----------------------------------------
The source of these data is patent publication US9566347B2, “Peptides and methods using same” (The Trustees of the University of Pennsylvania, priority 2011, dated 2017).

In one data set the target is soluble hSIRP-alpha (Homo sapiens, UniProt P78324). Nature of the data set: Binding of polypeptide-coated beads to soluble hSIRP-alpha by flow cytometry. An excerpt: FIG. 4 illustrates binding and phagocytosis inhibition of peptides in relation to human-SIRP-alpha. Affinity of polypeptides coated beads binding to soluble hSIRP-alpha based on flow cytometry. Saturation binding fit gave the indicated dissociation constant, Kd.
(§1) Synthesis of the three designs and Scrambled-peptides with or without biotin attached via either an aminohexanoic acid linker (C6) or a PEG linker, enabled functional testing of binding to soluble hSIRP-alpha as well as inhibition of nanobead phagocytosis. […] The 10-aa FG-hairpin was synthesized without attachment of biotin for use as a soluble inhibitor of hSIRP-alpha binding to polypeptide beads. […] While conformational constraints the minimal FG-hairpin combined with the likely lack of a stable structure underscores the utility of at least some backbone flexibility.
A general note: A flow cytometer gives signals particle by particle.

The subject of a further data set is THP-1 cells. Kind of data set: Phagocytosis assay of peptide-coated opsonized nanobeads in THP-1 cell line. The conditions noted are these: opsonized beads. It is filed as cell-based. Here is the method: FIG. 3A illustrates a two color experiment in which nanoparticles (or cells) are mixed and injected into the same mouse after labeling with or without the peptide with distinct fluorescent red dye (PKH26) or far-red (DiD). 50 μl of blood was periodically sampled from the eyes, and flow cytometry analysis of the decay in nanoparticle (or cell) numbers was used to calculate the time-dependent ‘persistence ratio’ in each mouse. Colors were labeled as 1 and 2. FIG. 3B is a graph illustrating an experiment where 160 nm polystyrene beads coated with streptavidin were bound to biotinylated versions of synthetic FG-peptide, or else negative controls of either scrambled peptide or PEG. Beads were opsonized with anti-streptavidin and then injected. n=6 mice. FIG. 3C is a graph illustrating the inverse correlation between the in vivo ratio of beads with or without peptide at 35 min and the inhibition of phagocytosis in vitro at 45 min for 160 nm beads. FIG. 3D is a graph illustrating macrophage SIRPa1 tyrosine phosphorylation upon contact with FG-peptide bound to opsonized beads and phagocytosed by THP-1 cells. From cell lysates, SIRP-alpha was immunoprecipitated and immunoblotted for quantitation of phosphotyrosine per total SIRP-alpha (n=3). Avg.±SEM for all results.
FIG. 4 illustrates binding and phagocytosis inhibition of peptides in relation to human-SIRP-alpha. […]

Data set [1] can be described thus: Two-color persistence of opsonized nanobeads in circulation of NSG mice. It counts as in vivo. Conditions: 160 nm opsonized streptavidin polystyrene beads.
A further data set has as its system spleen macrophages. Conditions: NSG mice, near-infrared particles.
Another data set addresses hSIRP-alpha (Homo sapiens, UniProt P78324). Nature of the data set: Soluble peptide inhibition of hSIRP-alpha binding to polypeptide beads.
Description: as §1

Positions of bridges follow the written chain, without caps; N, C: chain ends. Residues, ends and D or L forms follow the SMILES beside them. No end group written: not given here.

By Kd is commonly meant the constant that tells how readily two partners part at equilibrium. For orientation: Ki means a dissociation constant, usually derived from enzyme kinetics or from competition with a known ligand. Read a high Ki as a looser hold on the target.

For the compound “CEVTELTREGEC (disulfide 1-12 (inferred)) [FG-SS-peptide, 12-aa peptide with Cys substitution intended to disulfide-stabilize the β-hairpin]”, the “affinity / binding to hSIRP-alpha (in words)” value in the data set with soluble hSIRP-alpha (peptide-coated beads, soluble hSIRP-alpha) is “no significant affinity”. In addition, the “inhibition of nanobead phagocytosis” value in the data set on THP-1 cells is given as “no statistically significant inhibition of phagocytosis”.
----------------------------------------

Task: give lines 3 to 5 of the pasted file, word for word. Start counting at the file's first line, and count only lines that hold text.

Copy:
(§1) Synthesis of the three designs and Scrambled-peptides with or without biotin attached via either an aminohexanoic acid linker (C6) or a PEG linker, enabled functional testing of binding to soluble hSIRP-alpha as well as inhibition of nanobead phagocytosis. […] The 10-aa FG-hairpin was synthesized without attachment of biotin for use as a soluble inhibitor of hSIRP-alpha binding to polypeptide beads. […] While conformational constraints the minimal FG-hairpin combined with the likely lack of a stable structure underscores the utility of at least some backbone flexibility.
A general note: A flow cytometer gives signals particle by particle.

The subject of a further data set is THP-1 cells. Kind of data set: Phagocytosis assay of peptide-coated opsonized nanobeads in THP-1 cell line. The conditions noted are these: opsonized beads. It is filed as cell-based. Here is the method: FIG. 3A illustrates a two color experiment in which nanoparticles (or cells) are mixed and injected into the same mouse after labeling with or without the peptide with distinct fluorescent red dye (PKH26) or far-red (DiD). 50 μl of blood was periodically sampled from the eyes, and flow cytometry analysis of the decay in nanoparticle (or cell) numbers was used to calculate the time-dependent ‘persistence ratio’ in each mouse. Colors were labeled as 1 and 2. FIG. 3B is a graph illustrating an experiment where 160 nm polystyrene beads coated with streptavidin were bound to biotinylated versions of synthetic FG-peptide, or else negative controls of either scrambled peptide or PEG. Beads were opsonized with anti-streptavidin and then injected. n=6 mice. FIG. 3C is a graph illustrating the inverse correlation between the in vivo ratio of beads with or without peptide at 35 min and the inhibition of phagocytosis in vitro at 45 min for 160 nm beads. FIG. 3D is a graph illustrating macrophage SIRPa1 tyrosine phosphorylation upon contact with FG-peptide bound to opsonized beads and phagocytosed by THP-1 cells. From cell lysates, SIRP-alpha was immunoprecipitated and immunoblotted for quantitation of phosphotyrosine per total SIRP-alpha (n=3). Avg.±SEM for all results.